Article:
As the Eagle reported “But critics of the sale question why the Attorney General’s Office backed away from its own assertions in court filings that museum trustees had mismanaged their affairs and that restrictions on the works prevented their sale.”

The one false positive of the “compromise” entails the sale of the Rockwell masterpiece to a 501C3 museum. It is likely that a deal was in the works since the sale was blocked in November. Perhaps it was viewed as a firewall to guarantee emergency funds in the event that the court blocked the sale of the other 39 works.

Given the hardball, stonewall approach of Shields, McGraw and their supporters the Rockwell deal is unlikely as an act of charity or concession to its critics.

The auction house put a pre sale value of $20 to $30 million on the Rockwell painting. There is irony that the Rockwell brand and value has benefitted from months of global media. The epic fight over the fate of the work affirms the artist’s reputation. It has raised the equity of his legacy and enhanced the Stockbridge museum that represents him.

Considering that Sotheby’s has contracts with the museum how does it monetize this now non auction sale? In the boilerplate of the “compromise” it has been stated that other works “can” avoid the block and be sold, even for lesser value, to museums. Much of that is speculative and iffy particularly if Sotheby’s stands to make less money.

Laurie Norton Moffett, the founding director of the Norman Rockwell Museum, was among the first to call for the Berkshire Museum to “pause” its pending sale. What role did she play in negotiations for the disposition of the artist’s masterpiece?

As the Eagle reported in its Monday morning sorting of the tea leaves “Laurie Norton Moffatt, CEO and executive director of the Rockwell museum, said her institution did not participate in settlement talks between the attorney general and the Pittsfield museum.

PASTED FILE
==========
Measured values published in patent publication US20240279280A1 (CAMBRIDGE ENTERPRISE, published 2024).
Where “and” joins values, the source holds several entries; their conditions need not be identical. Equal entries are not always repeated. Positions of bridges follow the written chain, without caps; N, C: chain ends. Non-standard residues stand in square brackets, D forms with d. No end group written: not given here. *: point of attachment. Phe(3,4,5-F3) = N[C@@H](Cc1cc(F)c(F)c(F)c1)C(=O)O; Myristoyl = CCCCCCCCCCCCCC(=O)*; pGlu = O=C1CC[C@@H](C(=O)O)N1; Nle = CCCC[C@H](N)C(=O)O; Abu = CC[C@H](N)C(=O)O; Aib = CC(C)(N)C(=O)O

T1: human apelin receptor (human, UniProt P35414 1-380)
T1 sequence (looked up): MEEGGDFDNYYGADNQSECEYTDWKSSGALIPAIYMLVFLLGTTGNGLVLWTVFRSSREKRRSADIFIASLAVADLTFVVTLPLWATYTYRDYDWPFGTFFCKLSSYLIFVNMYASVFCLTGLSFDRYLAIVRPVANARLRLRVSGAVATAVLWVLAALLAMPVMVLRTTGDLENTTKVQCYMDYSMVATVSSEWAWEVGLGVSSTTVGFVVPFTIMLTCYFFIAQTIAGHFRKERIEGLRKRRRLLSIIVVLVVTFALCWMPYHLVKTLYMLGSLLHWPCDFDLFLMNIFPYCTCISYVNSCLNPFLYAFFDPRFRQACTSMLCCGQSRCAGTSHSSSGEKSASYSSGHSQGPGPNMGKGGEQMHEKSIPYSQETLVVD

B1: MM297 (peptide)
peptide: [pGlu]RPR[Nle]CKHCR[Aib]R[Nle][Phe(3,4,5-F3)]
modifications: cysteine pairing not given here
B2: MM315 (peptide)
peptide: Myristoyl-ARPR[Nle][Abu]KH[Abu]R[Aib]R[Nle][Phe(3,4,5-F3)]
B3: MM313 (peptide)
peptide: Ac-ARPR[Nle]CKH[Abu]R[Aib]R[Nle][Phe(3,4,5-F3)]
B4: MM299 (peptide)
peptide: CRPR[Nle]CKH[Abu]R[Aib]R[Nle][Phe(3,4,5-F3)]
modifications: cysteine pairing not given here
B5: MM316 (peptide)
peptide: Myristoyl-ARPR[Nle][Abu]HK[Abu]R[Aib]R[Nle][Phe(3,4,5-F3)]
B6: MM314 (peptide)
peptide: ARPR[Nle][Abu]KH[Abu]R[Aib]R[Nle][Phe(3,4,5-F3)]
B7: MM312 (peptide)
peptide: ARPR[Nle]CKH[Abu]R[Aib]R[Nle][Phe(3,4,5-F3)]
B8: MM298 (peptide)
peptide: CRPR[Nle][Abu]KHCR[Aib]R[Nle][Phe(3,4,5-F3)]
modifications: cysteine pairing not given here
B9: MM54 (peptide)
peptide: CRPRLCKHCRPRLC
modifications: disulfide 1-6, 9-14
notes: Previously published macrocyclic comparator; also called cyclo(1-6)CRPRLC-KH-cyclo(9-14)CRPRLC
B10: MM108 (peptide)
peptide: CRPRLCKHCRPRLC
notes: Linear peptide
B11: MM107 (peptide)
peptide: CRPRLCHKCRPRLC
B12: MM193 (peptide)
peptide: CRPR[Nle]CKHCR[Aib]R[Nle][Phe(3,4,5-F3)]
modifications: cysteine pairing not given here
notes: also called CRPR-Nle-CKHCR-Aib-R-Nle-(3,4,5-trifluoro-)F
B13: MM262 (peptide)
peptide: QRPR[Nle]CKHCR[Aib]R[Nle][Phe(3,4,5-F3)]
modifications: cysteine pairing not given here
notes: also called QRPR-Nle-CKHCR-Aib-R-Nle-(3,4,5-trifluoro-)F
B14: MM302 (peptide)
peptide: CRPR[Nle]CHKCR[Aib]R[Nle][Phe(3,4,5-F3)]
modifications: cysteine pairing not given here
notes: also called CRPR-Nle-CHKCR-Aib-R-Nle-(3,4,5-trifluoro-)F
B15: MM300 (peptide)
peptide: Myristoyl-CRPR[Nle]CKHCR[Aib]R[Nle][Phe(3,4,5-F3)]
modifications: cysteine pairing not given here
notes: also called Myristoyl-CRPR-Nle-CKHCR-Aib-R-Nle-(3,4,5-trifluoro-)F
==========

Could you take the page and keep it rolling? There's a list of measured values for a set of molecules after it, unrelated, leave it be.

“The Stockbridge museum was 'not a party' to the agreement, she said, and only learned last week it might be called upon to play a role in the resolution of the case.

“That came in the form of not-so-hypothetical question: Would it accept a loan of “Shuffleton’s Barbershop” if it were purchased by another museum?

“Norton Moffatt indicated the answer was easy.

“Of course the museum said that it would be very pleased to accept a loan of this very important work for as long as the prospective institution was willing to loan it,” she said by email Sunday, in response to questions from The Eagle.”

Until the deal is sealed the Berkshire Museum declines to identify the individual or museum negotiating to purchase “Shuffleton’s Barber Shop.” In our Saturday coverage we made the “educated guess” that the painting will be sold to Alice Walton and Crystal Bridges. The Monday reports, by Artnet and The Art Newspaper, confirm that possibility and add the name of George Lucas.

Artnet reports “
Although it remains a mystery which museum that agreed to buy the Rockwell, speculation immediately turned to the Crystal Bridges Museum of American Art, the deep-pocketed Arkansas institution founded by Walmart heiress Alice Walton. (It wouldn’t be the first time Crystal Bridges has stepped in to buy a trove of work from a struggling museum amid a firestorm of controversy. In 2012, it purchased a major group of American artworks donated by the artist Georgia O’Keeffe from Fisk University in Nashville.) Crystal Bridges did not immediately respond to a request for comment.

“Meanwhile, others have suggested that the work might be headed to the forthcoming Lucas Museum of Narrative Art in Los Angeles, founded by Star Wars creator George Lucas. The fact that the museum is not due to open until 2021 might explain the lengthy loan to local institutions. A representative for the Berkshire Museum declined to name the buyer, as did others involved with the sale and litigation.

Artnewspaper reports that “Potential buyers include George Lucas and Alice Walton, prominent collectors of Rockwell's work who both have private museums. A spokesman for the Lucas Museum of Narrative Art, due to open in Los Angeles, would not comment on the Berkshire Museum agreement.”

While saving the collections and museum as we have known it appears to be a lost cause we got an upbeat e mail from an arts activist. “Hold on tight, there just may be a plot twist coming.” Will there be a Hail Mary toss to the endzone as the clock ticks down?